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Almark

Set WD1

British Infantry

Click for larger image
All figures are supplied unpainted    (Numbers of each pose in brackets)
Stats
Date Released 1972
Contents 12 figures
Poses 5 poses
Material Plastic (Very Hard)
Colours Dark Green
Average Height 22 mm (= 1.58 m)

Review

Almark publishing is usually remembered for their enormous range of books on every aspect of military uniform, but much less well known is their experiment in making 1/72 scale plastic figures. Only two sets were ever made, which suggests a lack of commercial success, and since they have been out of production for decades, they are very hard to find today. Both sets, which were only made in a hard plastic, featured the British army between 1939 and 1945.

The five poses in this set include four very standard choices plus one surprise, a sapper with a mine detector. The packaging proudly tells us that the figures were designed by Charles Stadden, so great things should be expected, and indeed all the poses are quite natural and lifelike, though not particularly energetic. The sapper is detecting the ground just in front of his foot, which would be a dangerous way to do it if there were a mine there! However the inclusion of a sapper in a set with so few poses seems like a waste, as no one is likely to want 8% of their army to be mine detecting sappers.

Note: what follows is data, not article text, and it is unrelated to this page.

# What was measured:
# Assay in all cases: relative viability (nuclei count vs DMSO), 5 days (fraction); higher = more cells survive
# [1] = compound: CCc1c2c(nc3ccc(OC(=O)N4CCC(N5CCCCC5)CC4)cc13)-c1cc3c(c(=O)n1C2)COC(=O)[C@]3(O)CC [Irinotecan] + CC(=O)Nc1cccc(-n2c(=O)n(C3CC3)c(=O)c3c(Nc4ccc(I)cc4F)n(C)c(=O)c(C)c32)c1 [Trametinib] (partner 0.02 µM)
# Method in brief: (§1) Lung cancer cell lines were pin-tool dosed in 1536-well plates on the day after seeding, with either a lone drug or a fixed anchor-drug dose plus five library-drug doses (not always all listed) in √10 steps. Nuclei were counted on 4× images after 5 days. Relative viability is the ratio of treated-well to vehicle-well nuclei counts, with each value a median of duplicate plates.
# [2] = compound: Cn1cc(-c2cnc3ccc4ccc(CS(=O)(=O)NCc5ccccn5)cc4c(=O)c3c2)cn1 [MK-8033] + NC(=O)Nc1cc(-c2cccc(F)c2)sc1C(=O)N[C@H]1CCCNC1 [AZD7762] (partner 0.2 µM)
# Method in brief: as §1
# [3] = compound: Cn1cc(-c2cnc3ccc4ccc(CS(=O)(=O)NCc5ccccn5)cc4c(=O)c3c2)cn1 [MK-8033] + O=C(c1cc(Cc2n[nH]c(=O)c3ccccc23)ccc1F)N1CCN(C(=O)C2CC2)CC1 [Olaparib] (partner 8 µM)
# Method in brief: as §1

All the figures wear battledress of the time and the Mk I or Mk II helmet, and are fairly accurate. However they are fairly lightly kitted, and all are missing canteens. The man with the submachine gun has a weapon we could not identify as it is a fairly basic model - most likely a Thompson perhaps, but not a great model of anything. The sapper is interesting in that he appears to wear the paratroop helmet as adapted as a crash helmet and used by motorcycle riders and armoured vehicle crews, which is an odd choice for which we could find no justification.

The sculpting is good but the detail only fair, and not as sharp as many soft plastic figures. Clothing has good natural folds, but equipment such as weapons is missing some detail. The figures have a little flash in a few areas, but are mostly clean, though there are minor mould marks which need to be trimmed off.

This set is from the early days of this hobby, and did not face the wealth of competition that exists today. While the figures themselves are fairly good, the brittle nature of the material makes them prone to breaking if handled roughly, and the small number of poses is a significant limitation. Ultimately it is easy to see why soft plastic figures from Airfix and Esci proved to be much more popular.


Ratings

Historical Accuracy 7
Pose Quality 7
Pose Number 2
Sculpting 7
Mould 8

Further Reading
Books
"British Infantry Equipments (2) 1908-2000" - Osprey (Men-at-Arms Series No.108) - Mike Chappell - 9781855328396
"British Infantry Uniforms Since 1660" - Blandford - Michael Barthorp - 9780713711271
"British Web Equipment of the Two World Wars" - Crowood (Europa Militaria Series No.32) - Martin Brayley - 9781861267436
"Infantry Weapons of World War II" - David & Charles - Jan Suermont - 9780715319253
"The British Army 1939-45 (1) North West Europe" - Osprey (Men-at-Arms Series No.354) - Martin Brayley - 9781841760520
"The World War II Tommy" - Crowood - Martin Brayley & Richard Ingram - 9781861261908
"World War II Infantry" - Windrow & Greene (Europa Militaria Series No.2) - Laurent Mirouze - 9781872004150

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